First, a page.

You’re in front of a row of apartments less than a block away from the Montrose El stop. It’s raining, and just a bit too windy. You’re trying to find a particular apartment, but for some reason these addresses don’t seem right.
…> open inventory
Inventory: Wallet, dorm keys, hoodie (with the hood up), shirt (on), blue jeans (on, zipped), notepad, cellular phone
> read notepad
It says, "Craig Stern, independent game developer, off Montrose stop"
> call Craig with cellular phone
Craig says he’s outside already. You look around and quickly find him. You are just on the wrong side of the street.
> write profile
Craig Stern is a 26-year-old independent game developer who works in about a ten-square-foot studio with little more than a computer, a piano keyboard, and a box full of notepads to create games that anyone with an internet connection can play anywhere in the world. And he just passed the bar exam.
“I started [game development] the summer before I started law school. I had three months to kill, because I had left my old job, and I said to myself 'I’ve got three months before law school starts, I want to do something with this time'… So I got myself a Flash trial version and sat down and I started learning ActionScript, and trying to make an RPG,” Stern explained.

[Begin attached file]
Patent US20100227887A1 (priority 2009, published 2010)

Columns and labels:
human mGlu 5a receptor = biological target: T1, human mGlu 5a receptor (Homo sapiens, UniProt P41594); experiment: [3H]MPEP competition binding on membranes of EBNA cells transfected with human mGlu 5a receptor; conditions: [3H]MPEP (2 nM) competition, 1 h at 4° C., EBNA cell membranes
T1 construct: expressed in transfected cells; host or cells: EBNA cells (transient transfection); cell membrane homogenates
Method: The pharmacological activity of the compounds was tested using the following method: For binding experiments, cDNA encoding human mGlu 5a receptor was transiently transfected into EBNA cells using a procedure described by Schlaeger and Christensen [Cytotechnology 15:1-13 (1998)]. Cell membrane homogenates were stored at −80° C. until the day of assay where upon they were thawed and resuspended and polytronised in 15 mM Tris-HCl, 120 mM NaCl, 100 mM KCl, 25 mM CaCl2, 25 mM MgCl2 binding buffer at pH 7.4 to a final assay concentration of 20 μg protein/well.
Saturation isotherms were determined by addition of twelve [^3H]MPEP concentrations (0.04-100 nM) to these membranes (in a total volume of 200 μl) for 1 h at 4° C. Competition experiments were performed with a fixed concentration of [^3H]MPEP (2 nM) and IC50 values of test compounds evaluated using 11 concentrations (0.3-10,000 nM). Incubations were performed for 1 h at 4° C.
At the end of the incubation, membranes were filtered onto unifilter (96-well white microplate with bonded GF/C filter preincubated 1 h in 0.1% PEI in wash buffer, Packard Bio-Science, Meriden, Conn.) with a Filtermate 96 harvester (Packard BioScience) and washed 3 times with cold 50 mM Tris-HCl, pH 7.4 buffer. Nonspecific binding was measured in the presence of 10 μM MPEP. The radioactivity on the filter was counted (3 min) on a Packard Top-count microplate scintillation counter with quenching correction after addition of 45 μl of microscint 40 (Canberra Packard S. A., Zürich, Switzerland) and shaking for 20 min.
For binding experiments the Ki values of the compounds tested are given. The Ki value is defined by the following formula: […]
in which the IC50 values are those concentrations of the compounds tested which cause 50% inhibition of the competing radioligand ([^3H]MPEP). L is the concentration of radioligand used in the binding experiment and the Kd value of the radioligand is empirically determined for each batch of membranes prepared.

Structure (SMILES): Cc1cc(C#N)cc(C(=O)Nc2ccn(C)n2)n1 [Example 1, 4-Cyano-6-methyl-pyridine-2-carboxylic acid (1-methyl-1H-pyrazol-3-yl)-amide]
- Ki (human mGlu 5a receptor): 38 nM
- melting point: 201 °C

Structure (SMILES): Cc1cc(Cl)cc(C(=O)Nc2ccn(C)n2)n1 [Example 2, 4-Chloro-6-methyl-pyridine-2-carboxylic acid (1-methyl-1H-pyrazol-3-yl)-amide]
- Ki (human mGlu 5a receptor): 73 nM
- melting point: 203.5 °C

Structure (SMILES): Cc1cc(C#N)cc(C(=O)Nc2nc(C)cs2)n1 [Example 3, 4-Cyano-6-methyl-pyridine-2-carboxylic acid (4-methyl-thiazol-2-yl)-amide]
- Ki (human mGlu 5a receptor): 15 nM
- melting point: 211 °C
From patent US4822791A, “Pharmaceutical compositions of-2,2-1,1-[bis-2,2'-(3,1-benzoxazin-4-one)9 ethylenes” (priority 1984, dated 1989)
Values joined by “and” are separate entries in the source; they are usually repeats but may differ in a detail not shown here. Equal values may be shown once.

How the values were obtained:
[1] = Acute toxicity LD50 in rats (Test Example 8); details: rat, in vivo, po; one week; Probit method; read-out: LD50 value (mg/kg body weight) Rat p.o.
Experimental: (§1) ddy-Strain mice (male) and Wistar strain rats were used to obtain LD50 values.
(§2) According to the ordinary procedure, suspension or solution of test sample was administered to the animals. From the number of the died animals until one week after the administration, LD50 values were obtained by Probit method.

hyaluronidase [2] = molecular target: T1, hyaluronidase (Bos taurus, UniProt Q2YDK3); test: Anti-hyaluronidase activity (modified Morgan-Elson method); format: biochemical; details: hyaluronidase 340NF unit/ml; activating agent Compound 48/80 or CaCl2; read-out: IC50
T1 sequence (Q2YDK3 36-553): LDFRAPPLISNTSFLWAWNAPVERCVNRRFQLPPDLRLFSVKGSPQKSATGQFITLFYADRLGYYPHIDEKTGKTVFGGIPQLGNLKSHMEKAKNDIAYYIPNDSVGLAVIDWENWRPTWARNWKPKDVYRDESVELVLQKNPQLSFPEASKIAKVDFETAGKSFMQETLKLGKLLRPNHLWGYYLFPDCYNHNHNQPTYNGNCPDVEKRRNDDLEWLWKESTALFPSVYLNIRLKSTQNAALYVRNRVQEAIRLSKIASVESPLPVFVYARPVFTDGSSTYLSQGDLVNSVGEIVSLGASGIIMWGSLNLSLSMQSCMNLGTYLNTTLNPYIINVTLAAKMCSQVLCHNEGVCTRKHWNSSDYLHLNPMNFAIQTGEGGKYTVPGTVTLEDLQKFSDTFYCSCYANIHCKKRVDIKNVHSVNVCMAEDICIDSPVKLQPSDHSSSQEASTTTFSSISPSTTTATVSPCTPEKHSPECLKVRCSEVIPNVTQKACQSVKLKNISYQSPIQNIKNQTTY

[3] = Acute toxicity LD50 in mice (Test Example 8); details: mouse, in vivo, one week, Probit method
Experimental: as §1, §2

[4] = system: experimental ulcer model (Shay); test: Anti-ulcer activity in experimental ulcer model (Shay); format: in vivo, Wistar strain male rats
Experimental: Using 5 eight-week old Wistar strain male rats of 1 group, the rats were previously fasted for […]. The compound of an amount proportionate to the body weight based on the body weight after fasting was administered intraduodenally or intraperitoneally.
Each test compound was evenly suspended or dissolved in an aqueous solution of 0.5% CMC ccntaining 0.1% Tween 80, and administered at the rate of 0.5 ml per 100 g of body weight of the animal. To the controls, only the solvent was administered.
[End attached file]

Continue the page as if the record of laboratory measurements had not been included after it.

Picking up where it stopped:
That RPG Stern worked on would eventually see release as Telepath RPG Chapter 1, which won a prize or two and made it onto the front page of Newgrounds.com, the famous Flash game and movie website, but Stern disowned it, saying it was his sloppy early work. “[Fledgling developers] always want to make an RPG and it’s terrible, and they never finish it, and they never make another game again. I did finish it. It was still terrible, but I finished it,” he said. Afterwards, Stern entered law school and spent nine months creating Chapter 2, which saw greater success when it was sponsored by Armor Games and spread across the internet.